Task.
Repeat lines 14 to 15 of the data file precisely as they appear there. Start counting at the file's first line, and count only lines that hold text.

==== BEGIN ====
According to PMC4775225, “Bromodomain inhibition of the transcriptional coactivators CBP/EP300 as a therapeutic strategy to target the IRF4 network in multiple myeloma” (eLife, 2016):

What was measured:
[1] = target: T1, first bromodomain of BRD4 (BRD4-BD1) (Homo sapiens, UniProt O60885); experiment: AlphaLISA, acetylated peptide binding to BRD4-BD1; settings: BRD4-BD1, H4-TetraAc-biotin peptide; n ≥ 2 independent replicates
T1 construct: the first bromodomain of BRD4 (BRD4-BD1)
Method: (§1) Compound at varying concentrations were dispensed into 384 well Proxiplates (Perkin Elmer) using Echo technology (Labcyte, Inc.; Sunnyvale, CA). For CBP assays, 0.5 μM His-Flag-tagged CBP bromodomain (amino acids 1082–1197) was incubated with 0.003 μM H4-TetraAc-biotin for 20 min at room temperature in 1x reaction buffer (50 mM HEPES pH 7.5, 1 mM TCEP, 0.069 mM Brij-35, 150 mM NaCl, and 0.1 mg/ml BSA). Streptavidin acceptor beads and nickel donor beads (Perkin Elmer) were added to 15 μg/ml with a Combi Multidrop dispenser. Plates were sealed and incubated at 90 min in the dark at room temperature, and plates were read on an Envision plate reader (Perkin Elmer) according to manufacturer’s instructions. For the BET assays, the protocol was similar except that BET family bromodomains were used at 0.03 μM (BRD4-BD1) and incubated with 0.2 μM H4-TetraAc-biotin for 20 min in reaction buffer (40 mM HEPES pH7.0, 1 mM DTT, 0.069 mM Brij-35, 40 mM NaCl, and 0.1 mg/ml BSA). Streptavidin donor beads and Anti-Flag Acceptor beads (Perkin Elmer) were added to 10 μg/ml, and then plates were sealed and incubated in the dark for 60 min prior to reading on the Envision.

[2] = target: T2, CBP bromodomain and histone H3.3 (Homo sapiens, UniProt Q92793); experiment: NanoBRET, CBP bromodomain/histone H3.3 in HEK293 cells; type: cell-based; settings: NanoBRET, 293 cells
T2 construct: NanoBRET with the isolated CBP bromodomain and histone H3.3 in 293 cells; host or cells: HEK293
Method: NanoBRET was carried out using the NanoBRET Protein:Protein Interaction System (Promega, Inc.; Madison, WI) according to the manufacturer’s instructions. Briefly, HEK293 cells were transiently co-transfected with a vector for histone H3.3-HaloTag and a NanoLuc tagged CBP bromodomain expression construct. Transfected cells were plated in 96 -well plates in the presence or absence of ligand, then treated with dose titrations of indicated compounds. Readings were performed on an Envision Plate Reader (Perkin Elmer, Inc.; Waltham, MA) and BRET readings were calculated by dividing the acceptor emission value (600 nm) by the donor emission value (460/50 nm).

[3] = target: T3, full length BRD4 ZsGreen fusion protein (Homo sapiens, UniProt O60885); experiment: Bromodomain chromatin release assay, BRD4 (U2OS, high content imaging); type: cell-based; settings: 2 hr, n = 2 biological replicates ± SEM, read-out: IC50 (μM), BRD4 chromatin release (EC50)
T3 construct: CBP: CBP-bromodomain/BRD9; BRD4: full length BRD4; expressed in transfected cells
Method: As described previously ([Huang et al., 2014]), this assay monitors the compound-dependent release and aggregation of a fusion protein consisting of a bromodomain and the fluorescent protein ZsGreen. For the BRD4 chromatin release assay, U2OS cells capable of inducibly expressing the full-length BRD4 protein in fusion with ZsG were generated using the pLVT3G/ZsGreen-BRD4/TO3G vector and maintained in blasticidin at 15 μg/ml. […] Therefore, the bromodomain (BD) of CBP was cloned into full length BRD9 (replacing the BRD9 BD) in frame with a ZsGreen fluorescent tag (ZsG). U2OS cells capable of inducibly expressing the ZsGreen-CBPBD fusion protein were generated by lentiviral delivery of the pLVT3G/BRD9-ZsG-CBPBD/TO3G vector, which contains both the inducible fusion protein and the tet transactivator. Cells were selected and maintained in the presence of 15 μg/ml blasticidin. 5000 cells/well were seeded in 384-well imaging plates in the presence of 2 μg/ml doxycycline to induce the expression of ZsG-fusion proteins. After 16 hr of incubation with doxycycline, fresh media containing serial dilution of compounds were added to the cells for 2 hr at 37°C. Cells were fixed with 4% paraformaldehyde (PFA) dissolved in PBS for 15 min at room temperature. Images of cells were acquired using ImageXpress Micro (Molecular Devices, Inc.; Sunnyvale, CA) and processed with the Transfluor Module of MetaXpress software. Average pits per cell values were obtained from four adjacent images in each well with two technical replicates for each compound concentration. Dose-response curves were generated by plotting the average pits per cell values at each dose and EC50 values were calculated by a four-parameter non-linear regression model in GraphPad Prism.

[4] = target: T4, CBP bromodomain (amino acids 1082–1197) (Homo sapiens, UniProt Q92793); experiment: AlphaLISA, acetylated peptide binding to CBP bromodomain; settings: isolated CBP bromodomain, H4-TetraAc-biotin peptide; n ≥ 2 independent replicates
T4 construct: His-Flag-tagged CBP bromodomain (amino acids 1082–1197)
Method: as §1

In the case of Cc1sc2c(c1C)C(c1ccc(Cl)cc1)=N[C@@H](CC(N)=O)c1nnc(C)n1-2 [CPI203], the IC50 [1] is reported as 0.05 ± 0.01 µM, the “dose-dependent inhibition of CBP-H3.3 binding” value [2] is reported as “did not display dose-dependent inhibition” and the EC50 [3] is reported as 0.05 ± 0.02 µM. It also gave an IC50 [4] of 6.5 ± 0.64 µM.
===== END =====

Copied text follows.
Method: as §1

In the case of Cc1sc2c(c1C)C(c1ccc(Cl)cc1)=N[C@@H](CC(N)=O)c1nnc(C)n1-2 [CPI203], the IC50 [1] is reported as 0.05 ± 0.01 µM, the “dose-dependent inhibition of CBP-H3.3 binding” value [2] is reported as “did not display dose-dependent inhibition” and the EC50 [3] is reported as 0.05 ± 0.02 µM. It also gave an IC50 [4] of 6.5 ± 0.64 µM.